Nov. 7 (Bloomberg) -- President Barack Obama’s re-election will probably be followed by Congress extending a renewable-energy tax credit, according to the American Wind Energy Association.
Congress will likely renew the Production Tax Credit before it expires at the end of the year, said Denise Bode, chief executive officer of the Washington-based industry group.
Obama’s support for renewable energy and the U.S. wind industry is a critical component of the effort to renew the credit that pays 2.2 cents a kilowatt-hour for power produced by wind and other renewable sources, Bode said. The Republican presidential challenger Mitt Romney said he opposes subsidies for renewable energy.
“Swing states with wind farms and factories went overwhelming for Obama and that helps remove uncertainty regarding the extension,” Bode said today in an interview.
Republicans including Iowa representatives Steve King and Tom Latham will help ensure that Congress passes a bill to extend the tax credit, she said.
“There’s strong bipartisan support for wind and we look forward to immediate action,” Bode said. “An immediate one-year extension would restart development and protect jobs”
There are about 75,000 U.S. wind-industry workers, according to AWEA, most in Texas, Iowa and Midwest states that typically vote for Republicans. Letting the credit lapse will lead to the elimination of 37,000 wind-industry jobs, the trade group has estimated.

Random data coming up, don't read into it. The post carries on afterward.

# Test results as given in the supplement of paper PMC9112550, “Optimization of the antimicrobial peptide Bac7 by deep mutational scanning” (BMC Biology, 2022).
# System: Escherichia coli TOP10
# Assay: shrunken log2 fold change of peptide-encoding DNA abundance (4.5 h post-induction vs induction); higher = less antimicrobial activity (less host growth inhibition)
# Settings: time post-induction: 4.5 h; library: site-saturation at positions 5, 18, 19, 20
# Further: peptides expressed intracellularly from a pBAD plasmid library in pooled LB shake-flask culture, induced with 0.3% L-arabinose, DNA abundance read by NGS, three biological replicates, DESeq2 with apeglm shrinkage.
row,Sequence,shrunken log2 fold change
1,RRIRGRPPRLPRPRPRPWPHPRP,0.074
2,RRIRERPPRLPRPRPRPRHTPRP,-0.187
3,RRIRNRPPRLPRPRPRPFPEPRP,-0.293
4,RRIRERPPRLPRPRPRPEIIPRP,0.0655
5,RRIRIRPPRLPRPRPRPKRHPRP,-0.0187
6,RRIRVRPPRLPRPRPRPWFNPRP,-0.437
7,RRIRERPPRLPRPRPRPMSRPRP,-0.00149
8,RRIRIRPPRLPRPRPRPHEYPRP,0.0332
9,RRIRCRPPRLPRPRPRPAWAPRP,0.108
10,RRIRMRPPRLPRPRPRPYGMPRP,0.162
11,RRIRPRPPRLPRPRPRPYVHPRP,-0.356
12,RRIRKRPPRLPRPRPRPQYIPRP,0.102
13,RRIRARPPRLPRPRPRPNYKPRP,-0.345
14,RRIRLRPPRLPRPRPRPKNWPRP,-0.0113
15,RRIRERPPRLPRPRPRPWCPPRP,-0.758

Renewing the tax credit this year may not avert all job losses or boost turbine sales until the second half of 2013 because of the long lead-time needed to develop wind farms, said Amy Grace, a wind industry analyst at Bloomberg New Energy Finance in New York.
“We’d probably start to see a lot of projects financed in the third and fourth quarter, resulting in a spike of turbine orders in the second half,” Grace said. If the credit gets a 12-month extension, to qualify “projects only need to start construction next year, not reach commercial operation.”
That may reverse declines at manufacturers such as Broadwind Energy Inc., which makes steel towers for turbines, said Alex Morris, an analyst at Raymond James & Associates in Houston.
“The results from yesterday certainly make a PTC extension more likely,” Morris said. “If the PTC is extended, there would probably be upside in the stock.”
Broadwind, based in Naperville, Illinois, has dropped 48 percent in the past year as sales stagnated. Denmark’s Vestas Wind Systems A/S, the world’s largest maker of turbines, has dropped 68 percent in the past year.
Turbine installations next year in the U.S. are expected to fall as much as 88 percent to as low as 1.5 gigawatts next year if the credit isn’t extended, according to New Energy Finance.
The Global Wind Energy Index of 69 wind-energy companies has declined 18 percent this year.
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